Japan Apologizes For "Comfort Women" Sex Slave Legacy

Photo: Chung Sung-Jun/Getty Images.
A statue of a girl symbolizing the issue of 'comfort women' in front of the Japanese Embassy on December 28, 2015 in Seoul, South Korea.
It's one of the many sad legacies of World War II: tens of thousands of women from across Asia were forced into brothels where they served for years as so-called "comfort women" — sex slaves for Japanese soldiers.

Now, 70 years later, the few survivors who remain, are getting an apology and major financial support as part of a landmark deal between Japan and South Korea.

As part of the agreement announced Monday, Japanese Prime Minister Shinzo Abe is apologizing and committing 1 billion yen ($8.3 million) to a fund for survivors in South Korea, according to The Associated Press. South Korea agreed not to publicly criticize Japan over the "comfort women" legacy, and pledged to work to resolve issues surrounding a statue in front of the Japanese Embassy in Seoul.

The deal was seen as a serious and positive step in relations between Japan and South Korea, as the issue has been a major source of tension between the two countries for decades.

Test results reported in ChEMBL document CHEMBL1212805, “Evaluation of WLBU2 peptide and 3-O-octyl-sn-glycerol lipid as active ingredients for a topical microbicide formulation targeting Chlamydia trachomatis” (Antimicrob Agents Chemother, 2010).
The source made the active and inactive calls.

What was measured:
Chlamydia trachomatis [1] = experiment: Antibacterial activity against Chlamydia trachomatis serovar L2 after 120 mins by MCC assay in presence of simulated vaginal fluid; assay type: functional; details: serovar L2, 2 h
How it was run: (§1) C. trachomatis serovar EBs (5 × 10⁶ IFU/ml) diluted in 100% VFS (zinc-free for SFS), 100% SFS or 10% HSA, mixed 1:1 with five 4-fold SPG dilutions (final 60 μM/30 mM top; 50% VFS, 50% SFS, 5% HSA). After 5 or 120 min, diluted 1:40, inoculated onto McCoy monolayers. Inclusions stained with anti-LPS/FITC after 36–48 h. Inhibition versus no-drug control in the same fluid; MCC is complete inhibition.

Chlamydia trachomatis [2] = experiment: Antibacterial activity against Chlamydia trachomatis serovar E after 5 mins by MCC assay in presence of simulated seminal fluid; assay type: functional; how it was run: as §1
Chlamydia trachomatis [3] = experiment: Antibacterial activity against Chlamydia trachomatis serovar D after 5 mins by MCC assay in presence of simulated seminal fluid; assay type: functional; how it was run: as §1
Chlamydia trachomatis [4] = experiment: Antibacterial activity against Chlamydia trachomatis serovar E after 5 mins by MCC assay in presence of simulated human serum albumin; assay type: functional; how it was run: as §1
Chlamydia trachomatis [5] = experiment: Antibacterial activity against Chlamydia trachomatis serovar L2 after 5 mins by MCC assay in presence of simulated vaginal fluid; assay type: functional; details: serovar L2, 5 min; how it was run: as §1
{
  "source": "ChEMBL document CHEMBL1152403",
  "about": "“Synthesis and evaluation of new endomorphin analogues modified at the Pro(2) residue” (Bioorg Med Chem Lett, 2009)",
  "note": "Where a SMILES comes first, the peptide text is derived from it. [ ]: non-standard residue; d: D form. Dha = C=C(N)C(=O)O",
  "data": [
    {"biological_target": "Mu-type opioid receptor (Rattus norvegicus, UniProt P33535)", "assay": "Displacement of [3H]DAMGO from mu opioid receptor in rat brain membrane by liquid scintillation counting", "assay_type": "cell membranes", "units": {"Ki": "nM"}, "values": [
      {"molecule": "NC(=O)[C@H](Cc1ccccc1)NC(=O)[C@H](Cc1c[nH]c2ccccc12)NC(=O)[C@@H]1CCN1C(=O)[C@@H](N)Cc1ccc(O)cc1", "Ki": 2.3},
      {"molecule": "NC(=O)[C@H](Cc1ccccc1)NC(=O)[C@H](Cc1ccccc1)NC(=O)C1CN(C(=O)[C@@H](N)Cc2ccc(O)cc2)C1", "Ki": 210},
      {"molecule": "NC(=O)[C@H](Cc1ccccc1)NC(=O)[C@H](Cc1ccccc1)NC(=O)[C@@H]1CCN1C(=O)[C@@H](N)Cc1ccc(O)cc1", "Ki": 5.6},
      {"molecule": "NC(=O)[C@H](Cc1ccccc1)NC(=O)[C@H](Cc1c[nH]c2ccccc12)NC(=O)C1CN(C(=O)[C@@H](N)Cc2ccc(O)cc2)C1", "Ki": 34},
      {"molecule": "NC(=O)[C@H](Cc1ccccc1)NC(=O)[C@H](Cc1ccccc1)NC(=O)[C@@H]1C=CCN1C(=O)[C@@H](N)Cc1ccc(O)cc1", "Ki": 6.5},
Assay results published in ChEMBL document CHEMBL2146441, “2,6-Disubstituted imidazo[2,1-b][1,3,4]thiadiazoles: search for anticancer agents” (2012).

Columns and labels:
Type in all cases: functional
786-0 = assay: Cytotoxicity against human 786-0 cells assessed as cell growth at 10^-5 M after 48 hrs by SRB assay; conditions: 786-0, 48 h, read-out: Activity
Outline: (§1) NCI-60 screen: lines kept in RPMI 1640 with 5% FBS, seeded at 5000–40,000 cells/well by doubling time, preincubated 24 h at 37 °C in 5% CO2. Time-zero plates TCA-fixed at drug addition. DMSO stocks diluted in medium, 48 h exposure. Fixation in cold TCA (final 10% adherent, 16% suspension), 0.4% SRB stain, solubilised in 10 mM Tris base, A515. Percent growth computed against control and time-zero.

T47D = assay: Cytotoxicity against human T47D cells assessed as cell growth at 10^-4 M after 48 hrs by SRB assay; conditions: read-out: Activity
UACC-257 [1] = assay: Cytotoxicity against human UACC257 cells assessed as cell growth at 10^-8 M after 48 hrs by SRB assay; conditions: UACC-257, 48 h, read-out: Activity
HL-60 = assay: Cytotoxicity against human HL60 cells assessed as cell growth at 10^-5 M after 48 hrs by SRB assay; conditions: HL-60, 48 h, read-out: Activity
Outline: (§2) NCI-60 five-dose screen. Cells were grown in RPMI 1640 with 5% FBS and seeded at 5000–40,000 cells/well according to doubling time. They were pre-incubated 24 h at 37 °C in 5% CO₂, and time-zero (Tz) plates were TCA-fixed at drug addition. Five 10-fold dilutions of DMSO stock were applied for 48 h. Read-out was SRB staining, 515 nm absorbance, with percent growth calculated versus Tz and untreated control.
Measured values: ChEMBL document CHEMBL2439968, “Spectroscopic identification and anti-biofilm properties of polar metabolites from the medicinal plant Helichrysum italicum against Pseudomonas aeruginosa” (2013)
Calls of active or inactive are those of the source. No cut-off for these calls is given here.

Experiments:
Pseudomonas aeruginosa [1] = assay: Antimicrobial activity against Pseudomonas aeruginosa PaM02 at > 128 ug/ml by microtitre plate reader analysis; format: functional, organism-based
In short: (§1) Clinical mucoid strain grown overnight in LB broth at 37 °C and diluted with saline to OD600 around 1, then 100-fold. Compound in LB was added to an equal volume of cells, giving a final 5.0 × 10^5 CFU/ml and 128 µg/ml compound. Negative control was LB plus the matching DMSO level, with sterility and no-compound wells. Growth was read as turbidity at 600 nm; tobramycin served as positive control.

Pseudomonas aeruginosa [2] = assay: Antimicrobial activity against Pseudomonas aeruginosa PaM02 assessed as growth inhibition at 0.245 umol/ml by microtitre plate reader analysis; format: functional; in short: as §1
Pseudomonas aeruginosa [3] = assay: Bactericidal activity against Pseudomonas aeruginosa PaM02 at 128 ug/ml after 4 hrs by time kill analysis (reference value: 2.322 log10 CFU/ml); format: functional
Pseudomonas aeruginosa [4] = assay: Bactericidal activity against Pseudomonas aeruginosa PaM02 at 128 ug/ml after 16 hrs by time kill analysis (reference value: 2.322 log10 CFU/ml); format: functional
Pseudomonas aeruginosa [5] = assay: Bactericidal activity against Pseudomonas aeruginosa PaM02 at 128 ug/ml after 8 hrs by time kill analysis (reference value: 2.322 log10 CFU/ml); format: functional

Many had hoped to see an agreement sooner, while victims could still bear witness to the breakthrough. Only 46 "comfort women" remain alive in South Korea today, as reported by the BBC.

"Nine died this year alone," South Korean President Park Geun-hye said in a statement, according to the BBC. "I hope the mental pains of the elderly comfort women will be eased."

But for some survivors, the settlement does little to ease the pain and trauma of what they endured.

"If I look back, we've lived a life deprived of our basic rights as human beings," 88-year-old Yoo Hee-nam told the BBC. "So I can't be fully satisfied."
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